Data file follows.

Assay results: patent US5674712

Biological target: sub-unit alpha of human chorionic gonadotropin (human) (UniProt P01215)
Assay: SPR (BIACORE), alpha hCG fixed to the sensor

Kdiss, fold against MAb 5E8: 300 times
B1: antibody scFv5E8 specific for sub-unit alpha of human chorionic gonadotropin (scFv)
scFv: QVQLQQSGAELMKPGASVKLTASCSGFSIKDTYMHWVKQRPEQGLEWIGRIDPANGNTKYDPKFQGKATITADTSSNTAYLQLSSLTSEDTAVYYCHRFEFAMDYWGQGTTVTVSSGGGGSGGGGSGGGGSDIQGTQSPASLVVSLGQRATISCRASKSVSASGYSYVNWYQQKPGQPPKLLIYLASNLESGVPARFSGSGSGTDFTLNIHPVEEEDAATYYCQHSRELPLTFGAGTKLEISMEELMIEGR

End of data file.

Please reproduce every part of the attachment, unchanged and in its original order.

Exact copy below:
Assay results: patent US5674712

Biological target: sub-unit alpha of human chorionic gonadotropin (human) (UniProt P01215)
Assay: SPR (BIACORE), alpha hCG fixed to the sensor

Kdiss, fold against MAb 5E8: 300 times
B1: antibody scFv5E8 specific for sub-unit alpha of human chorionic gonadotropin (scFv)
scFv: QVQLQQSGAELMKPGASVKLTASCSGFSIKDTYMHWVKQRPEQGLEWIGRIDPANGNTKYDPKFQGKATITADTSSNTAYLQLSSLTSEDTAVYYCHRFEFAMDYWGQGTTVTVSSGGGGSGGGGSGGGGSDIQGTQSPASLVVSLGQRATISCRASKSVSASGYSYVNWYQQKPGQPPKLLIYLASNLESGVPARFSGSGSGTDFTLNIHPVEEEDAATYYCQHSRELPLTFGAGTKLEISMEELMIEGR